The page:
The Chinese government is looking to strengthen the restrictions it already places on how minors play online games through a series of new regulations detailed by Niko Partners this week.
A notice shared by China’s State Administration of Press and Publication dives into six new measures that build on existing systems to better track and restrict how much time and money minors spend playing PC and mobile games.
Those changes would require PC and mobile games to use upgraded real name identification systems that tie ID numbers to names from the government’s citizen database, similar to what’s already been implemented by Tencent in the past. Minors would be restricted to 1.5 hours of daily play on weekdays and 3 hours on weekends, with play between 10 pm and 8 am restricted entirely.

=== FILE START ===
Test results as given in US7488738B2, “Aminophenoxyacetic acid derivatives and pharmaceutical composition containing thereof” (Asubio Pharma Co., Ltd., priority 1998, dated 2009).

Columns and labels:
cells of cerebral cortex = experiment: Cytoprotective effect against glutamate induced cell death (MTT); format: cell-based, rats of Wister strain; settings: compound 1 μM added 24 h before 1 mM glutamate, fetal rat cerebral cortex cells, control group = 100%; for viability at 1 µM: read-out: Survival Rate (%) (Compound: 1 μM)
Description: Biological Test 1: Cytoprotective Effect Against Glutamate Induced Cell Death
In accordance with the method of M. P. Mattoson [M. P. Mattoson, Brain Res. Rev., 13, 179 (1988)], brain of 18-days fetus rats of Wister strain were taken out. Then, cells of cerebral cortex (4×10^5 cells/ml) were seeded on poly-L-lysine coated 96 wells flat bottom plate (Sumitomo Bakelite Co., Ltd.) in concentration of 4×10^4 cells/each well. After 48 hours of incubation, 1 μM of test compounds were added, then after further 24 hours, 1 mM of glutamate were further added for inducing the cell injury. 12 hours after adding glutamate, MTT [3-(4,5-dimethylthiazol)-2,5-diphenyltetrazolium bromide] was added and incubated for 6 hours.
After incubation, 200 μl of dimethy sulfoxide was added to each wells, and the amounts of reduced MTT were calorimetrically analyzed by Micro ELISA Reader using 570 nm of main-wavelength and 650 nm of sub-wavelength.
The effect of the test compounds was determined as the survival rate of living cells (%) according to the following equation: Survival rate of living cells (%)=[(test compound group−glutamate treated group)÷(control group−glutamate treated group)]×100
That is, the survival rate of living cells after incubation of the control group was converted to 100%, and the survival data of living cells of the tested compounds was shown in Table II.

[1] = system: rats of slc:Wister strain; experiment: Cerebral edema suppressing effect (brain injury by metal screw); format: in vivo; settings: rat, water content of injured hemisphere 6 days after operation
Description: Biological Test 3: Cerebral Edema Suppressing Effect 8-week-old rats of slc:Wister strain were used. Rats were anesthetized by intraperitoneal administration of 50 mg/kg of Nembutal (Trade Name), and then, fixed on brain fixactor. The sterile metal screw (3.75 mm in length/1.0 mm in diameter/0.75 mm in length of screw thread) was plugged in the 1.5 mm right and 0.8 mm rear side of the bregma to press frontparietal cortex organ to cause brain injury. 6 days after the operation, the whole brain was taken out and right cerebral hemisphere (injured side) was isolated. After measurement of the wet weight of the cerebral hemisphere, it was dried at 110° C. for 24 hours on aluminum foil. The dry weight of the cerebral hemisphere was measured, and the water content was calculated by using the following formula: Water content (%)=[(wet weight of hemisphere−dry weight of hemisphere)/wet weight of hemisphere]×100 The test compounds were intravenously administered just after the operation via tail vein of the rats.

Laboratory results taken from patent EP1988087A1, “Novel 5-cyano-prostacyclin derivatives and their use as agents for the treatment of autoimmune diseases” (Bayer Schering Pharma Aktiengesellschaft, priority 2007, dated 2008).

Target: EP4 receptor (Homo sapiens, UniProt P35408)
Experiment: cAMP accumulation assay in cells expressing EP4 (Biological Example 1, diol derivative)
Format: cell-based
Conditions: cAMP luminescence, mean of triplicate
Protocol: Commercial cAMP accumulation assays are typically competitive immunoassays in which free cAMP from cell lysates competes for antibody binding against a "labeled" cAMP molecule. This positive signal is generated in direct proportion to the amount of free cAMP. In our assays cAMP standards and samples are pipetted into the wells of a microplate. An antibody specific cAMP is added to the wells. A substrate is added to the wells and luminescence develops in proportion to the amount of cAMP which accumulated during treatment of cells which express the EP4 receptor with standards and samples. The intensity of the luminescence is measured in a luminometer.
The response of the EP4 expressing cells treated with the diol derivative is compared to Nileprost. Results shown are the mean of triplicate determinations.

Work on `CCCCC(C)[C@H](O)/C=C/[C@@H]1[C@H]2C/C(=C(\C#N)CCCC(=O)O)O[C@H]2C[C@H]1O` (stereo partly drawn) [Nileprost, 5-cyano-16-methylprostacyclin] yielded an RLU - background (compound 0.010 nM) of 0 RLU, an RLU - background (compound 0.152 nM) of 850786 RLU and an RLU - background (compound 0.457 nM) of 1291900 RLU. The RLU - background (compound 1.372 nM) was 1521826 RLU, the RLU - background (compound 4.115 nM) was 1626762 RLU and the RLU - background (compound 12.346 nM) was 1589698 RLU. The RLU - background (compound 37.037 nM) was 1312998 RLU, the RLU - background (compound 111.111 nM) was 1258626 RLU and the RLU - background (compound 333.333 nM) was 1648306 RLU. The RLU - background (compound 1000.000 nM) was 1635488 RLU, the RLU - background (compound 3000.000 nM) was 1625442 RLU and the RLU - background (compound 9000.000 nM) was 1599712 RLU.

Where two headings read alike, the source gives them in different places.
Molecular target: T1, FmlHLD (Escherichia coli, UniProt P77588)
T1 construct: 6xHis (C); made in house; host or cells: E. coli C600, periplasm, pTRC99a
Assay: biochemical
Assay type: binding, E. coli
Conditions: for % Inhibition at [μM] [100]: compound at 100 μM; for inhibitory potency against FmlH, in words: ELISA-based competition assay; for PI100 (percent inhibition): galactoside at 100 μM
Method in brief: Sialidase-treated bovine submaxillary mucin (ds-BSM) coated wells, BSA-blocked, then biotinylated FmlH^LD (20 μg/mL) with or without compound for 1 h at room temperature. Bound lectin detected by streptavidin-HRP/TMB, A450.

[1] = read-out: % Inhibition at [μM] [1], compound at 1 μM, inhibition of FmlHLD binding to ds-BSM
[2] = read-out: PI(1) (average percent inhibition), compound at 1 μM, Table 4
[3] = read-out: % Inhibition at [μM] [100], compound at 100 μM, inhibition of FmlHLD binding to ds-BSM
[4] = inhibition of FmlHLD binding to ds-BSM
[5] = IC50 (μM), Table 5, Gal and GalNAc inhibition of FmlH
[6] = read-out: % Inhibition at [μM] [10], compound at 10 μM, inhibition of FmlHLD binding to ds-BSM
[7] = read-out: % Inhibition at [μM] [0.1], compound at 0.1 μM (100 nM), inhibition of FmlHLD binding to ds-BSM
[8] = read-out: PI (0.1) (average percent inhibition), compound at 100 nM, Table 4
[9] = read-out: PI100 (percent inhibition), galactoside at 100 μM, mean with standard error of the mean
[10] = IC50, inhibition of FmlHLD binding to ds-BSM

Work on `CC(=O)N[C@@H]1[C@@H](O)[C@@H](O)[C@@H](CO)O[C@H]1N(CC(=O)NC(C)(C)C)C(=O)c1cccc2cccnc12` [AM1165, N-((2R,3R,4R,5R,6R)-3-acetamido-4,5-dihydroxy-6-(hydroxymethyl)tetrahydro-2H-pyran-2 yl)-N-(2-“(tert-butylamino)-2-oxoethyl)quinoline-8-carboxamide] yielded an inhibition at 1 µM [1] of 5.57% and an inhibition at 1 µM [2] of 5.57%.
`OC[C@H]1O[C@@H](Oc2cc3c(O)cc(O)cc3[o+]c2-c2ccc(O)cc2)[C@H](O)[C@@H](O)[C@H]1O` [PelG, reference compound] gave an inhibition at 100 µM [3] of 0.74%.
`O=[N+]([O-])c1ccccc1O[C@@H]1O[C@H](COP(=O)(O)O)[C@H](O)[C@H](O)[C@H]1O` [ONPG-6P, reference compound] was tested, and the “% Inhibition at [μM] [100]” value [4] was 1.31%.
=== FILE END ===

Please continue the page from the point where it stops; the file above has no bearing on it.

Limits are also to be imposed on how much minors can spend in games. Under new regulations, publishers must block payment options for children under the age of 8, pose a single transaction limit of 50 RMB and a monthly limit of 200 RMB for minors between 8 and 16, and restrict spending to 100 RMB per transaction and RMB 400 per month for those between 16 and 18.
Those, and other new rules detailed in the full Niko Partners writeup, ultimately aim to curb video game addiction in minors and largely build on steps the Chinese government and game companies that have large operations in the country have previously implemented in some form.